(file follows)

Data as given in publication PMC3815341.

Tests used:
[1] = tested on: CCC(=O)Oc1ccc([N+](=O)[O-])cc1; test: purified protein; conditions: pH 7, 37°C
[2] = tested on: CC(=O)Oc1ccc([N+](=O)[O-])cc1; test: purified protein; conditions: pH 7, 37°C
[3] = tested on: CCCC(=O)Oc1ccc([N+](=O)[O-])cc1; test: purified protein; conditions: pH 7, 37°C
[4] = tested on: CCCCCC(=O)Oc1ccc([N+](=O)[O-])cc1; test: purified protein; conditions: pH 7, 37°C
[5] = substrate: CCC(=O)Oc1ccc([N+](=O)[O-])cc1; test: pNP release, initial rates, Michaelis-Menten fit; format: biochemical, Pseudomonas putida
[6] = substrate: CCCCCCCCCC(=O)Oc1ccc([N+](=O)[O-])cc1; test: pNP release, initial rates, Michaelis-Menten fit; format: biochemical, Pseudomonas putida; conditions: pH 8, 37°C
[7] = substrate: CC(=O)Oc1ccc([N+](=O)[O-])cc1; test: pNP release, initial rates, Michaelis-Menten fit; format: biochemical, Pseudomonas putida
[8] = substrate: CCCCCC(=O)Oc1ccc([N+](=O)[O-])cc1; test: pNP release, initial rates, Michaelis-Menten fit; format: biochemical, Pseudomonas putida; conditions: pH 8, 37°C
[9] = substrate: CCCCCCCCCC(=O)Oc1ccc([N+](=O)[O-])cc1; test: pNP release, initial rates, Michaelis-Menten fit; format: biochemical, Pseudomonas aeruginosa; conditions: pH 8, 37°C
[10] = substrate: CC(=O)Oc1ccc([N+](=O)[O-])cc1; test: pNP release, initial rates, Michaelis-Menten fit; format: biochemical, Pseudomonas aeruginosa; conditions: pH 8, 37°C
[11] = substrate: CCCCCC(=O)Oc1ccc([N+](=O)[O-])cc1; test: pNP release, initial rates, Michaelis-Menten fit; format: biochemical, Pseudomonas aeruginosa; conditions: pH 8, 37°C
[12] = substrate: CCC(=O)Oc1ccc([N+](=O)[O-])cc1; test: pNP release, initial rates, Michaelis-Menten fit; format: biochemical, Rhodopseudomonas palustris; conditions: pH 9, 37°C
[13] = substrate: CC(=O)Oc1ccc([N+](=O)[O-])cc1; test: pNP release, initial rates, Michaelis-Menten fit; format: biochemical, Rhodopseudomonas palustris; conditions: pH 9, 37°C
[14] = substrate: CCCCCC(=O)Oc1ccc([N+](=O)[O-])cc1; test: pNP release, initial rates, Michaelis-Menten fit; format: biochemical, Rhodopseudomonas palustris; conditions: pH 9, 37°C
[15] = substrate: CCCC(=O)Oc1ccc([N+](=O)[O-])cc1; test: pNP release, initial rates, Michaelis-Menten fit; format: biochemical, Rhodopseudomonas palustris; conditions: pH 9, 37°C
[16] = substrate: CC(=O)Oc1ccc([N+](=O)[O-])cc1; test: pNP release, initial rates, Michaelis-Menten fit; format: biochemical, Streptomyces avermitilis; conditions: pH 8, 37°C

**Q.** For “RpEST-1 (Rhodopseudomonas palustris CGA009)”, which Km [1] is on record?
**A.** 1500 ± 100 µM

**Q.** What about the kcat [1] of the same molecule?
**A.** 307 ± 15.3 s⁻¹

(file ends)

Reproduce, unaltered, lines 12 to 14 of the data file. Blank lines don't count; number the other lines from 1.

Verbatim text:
[10] = substrate: CC(=O)Oc1ccc([N+](=O)[O-])cc1; test: pNP release, initial rates, Michaelis-Menten fit; format: biochemical, Pseudomonas aeruginosa; conditions: pH 8, 37°C
[11] = substrate: CCCCCC(=O)Oc1ccc([N+](=O)[O-])cc1; test: pNP release, initial rates, Michaelis-Menten fit; format: biochemical, Pseudomonas aeruginosa; conditions: pH 8, 37°C
[12] = substrate: CCC(=O)Oc1ccc([N+](=O)[O-])cc1; test: pNP release, initial rates, Michaelis-Menten fit; format: biochemical, Rhodopseudomonas palustris; conditions: pH 9, 37°C